UNITED STATES of America, Plaintiff-Appellee, v. Donte Devell DUPREE, also known as Lonnie Devell Lenow, Defendant-Appellant.
-- January 28, 2000
John Charles Brink, Minneapolis, MN, argued (Daniel L. Gerdts, on the brief), for appellant.Margaret Burns Magill, Asst. U.S. Atty., Minneapolis, MN, argued (B. Todd Jones, U.S. Attorney, on the brief), for appellee.
Charged with being a felon in possession of a firearm in violation of 18 U.S.C. § 922(g)(1), Donte Devell Dupree moved to suppress the firearm, which was discovered in his duffel bag during an investigative stop. When the district court 1 denied that motion, Dupree entered a conditional plea of guilty and was sentenced to a mandatory minimum fifteen-year prison term. See 18 U.S.C. § 924(e)(1). He now appeals, arguing that the officers stopped him without reasonable suspicion and searched his duffel without his valid consent. We affirm.
At approximately 11:45 a.m. on August 15, 1998, Minneapolis police received an anonymous 911 call reporting that six or seven African-American men in their early to late twenties were selling drugs in an alley that runs parallel to Bloomington and Sixteenth Avenues between Lake and Twenty Ninth Streets. The caller said a large man with a cell phone wearing a white t-shirt and dark pants was the possible “main man.” The tip was immediately dispatched to patrol officers on the mobile data computer terminals in their patrol cars. Officers Radke and Petocnik were on patrol, driving eastbound on Twenty Ninth Street approaching Bloomington Avenue. Being very near the reported drug trafficking, they responded to the dispatch.
Radke and Petocnik arrived at the intersection of Twenty Ninth Street and Bloomington Avenue, some three hundred feet from the entrance to the alley, about thirty seconds after receiving the dispatch. They saw a group of five African-American men standing in the intersection. Upon seeing the squad car, two of the men headed south along Bloomington Avenue toward Lake Street, while the other three, including a stocky man in a white t-shirt and blue jeans, began walking in the opposite direction. The officers followed the group of three because it included the one man who appeared to fit the caller's description of the “main man.” They pulled alongside the trio and stopped on a bridge just north of Twenty Ninth Street. As the officers exited their patrol car and asked if they could talk to the men, Officer Radke observed one of the three, later identified as Mallet, walk over to the side of the bridge and drop a small object over the railing. Based on the nature of the tip, Officer Radke suspected an attempt to destroy evidence of drug trafficking. He moved quickly to restrain Mallet and the man standing next to him, later identified as Williams, from throwing more evidence off the fifty-foot-high bridge.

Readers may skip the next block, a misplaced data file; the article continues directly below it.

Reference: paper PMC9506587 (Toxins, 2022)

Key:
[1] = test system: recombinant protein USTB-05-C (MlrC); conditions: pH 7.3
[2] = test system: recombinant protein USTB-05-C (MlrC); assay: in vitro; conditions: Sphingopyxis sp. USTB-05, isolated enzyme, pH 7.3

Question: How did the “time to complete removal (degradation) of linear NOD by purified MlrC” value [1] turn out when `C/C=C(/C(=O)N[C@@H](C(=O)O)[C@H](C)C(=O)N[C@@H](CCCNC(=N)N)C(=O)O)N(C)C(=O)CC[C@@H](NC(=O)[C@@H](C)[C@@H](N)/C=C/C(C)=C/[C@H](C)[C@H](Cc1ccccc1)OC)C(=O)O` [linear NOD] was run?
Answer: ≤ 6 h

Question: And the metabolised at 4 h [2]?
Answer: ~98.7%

After seizing Mallet and Williams, Officer Radke instructed them to walk to the patrol car and put their hands on top of the car. Meanwhile, Officer Petocnik brought the third man, Dupree, to the patrol car and told him to place his hands on the car. As he did so, Dupree placed a duffel bag he was carrying on the hood of the car. While Officer Petocnik stood watch, Officer Radke frisked Mallet and Williams and placed them in the back of the patrol car to protect the safety of the outnumbered officers. Radke next conducted a pat-down search of Dupree. During that search, Officer Petocnik asked Dupree if the blue duffel bag was his. Dupree said yes. Petocnik then asked whether there was “anything in the bag he should know about.” When Dupree replied no, Petocnik asked for permission to look inside the duffel. Both officers testified that Dupree consented before the duffel was searched. When a handgun was found in the duffel, the officers arrested Dupree for possession of the weapon. Mallet and Williams were identified and released.
Officers Radke and Petocnik and defendant Dupree testified at the pretrial suppression hearing. Adopting the Magistrate Judge's report and recommendation, the district court denied Dupree's motion to suppress, concluding there was reasonable suspicion to stop Dupree and his companions, and finding that Dupree voluntarily consented before the search of his duffel. On appeal, Dupree argues, as he did in the district court, that the investigative stop violated his Fourth Amendment rights and that he did not voluntarily consent to the search of his duffel.
The Terry Stop.
An investigative stop does not violate the Fourth Amendment if the police have reasonable suspicion “that the person stopped is, or is about to be, engaged in criminal activity.” United States v. Cortez, 449 U.S. 411, 417, 101 S.Ct. 690, 66 L.Ed.2d 621 (1981); see Terry v. Ohio, 392 U.S. 1, 88 S.Ct. 1868, 20 L.Ed.2d 889 (1968). Reasonable suspicion means “a particularized and objective basis for suspecting the person stopped of criminal activity.” Ornelas v. United States, 517 U.S. 690, 696, 116 S.Ct. 1657, 134 L.Ed.2d 911 (1996) (quotation omitted). We review the district court's determination of reasonable suspicion de novo. However, we review the court's findings of historical fact for clear error, giving “due weight to inferences drawn from those facts by resident judges and local law enforcement officers.” Id. at 699, 116 S.Ct. 1657.